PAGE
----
D-Day anniversary: Scots veterans remember landings
Scotland's D-Day veterans have been sharing their memories of the historic invasion of German-occupied France 70 years ago.
First Minister Alex Salmond attended the main commemoration event in Normandy marking the D-Day landings.
Kenneth Werrett, 92, landed on Sword beach on 6 June 1944 with the 49th Reconnaissance. He went on to survive a mine strike and sniper attack.
He said: "You didn't realise what you were going into."
The landings were the first stage of the invasion of Nazi-occupied Europe.
By the end of D-Day in 1944, the Allies had established a foothold in France - an event that would eventually help bring the war to an end.
Mr Werrett, a great-grandfather, from Kirkintilloch, East Dunbartonshire, said it was difficult watching the commemorations across the Channel as he recalled his fellow soldiers who died.
He said: "I lost a couple of good mates. That's the thing that upsets you.
"I was only a boy and you didn't realise how bad it was. You took things as they came and that was it."
The veteran, originally from Abergavenny in Wales, was 18 when he joined the Army in 1940.
The Reconnaissance Corps gathered vital tactical information in battle for infantry divisions, helping commanders decide how best to defeat the enemy.
Mr Werrett carried messages on motorbikes in Normandy and was at the wheel of an armoured vehicle when one day he struck a mine.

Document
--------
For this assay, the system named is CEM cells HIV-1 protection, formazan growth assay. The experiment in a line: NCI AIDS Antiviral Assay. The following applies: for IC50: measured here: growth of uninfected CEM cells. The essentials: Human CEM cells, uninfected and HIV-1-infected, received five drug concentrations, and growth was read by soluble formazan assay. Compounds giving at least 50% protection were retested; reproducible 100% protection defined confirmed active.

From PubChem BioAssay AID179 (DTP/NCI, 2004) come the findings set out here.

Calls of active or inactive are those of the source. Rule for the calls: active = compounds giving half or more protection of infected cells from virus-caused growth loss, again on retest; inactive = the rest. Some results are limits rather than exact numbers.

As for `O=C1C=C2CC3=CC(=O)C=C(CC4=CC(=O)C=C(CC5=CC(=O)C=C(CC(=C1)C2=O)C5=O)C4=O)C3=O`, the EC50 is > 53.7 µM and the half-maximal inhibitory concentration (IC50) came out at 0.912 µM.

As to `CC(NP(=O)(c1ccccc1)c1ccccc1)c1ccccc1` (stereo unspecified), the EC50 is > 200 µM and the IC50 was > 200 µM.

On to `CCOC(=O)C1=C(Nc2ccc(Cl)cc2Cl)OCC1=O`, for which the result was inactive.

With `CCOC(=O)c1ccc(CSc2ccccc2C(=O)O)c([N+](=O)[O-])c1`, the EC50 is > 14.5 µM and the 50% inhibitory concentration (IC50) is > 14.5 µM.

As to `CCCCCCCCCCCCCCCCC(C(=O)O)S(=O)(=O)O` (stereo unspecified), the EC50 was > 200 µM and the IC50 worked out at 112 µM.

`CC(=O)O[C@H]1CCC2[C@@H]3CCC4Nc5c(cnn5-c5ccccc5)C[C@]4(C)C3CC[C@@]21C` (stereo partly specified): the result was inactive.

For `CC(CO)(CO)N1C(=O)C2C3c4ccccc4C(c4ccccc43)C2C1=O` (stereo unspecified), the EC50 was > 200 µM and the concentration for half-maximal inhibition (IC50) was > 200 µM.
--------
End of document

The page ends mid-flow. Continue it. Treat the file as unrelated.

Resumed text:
When he got out of the vehicle, a bullet from a German sniper skimmed his head and he spent six weeks in hospital.
He said: "I had a bit of a setback. They said I was lucky, it (the bullet) just ricocheted off.
"I was in a field hospital for six weeks and then I went back to my regiment. It wasn't bad enough to put me on a plane.
"We didn't have a lot of casualties in our mob, we were very lucky in that respect. We seemed to keep getting away with things."
Another veteran who remembered his role in the historic landings was David Johnston, 89, from Grangemouth, Falkirk.
Mr Johnston was a driver in the Royal Army Service Corps and his unit landed in Normandy to take Cannes a few days after D-Day.
At just 18 years old it was his first combat assignment and he found himself tasked with delivering ammunition, food and fuel.
He said: "We had finished training in Dover. We arrived in the dark and we were just crawling along. It was heavy-going and a real strain on the shoulders and eyes."
Both men have shared their memories with Legion Scotland (formerly Royal British Legion Scotland) as part of its Voices of Veterans campaign.
First Minister Alex Salmond praised the bravery of the soldiers who took part in the D-Day landings.
He said it was an honour to meet the "bravest" of men who played a part in liberating France and helped secure an Allied victory.
Mr Salmond added: "It is important that we take time to recognise the sacrifices made here in Normandy 70 years ago by a generation who gave so much.
"It has been an honour to meet with some of the Scottish servicemen whose courage amid the most harrowing conditions imaginable remains an inspiration to this day.
"D-Day was a decisive moment in a war to maintain and preserve the democratic freedoms we are privileged to enjoy today, and the sacrifices paid by men from many nations made that possible."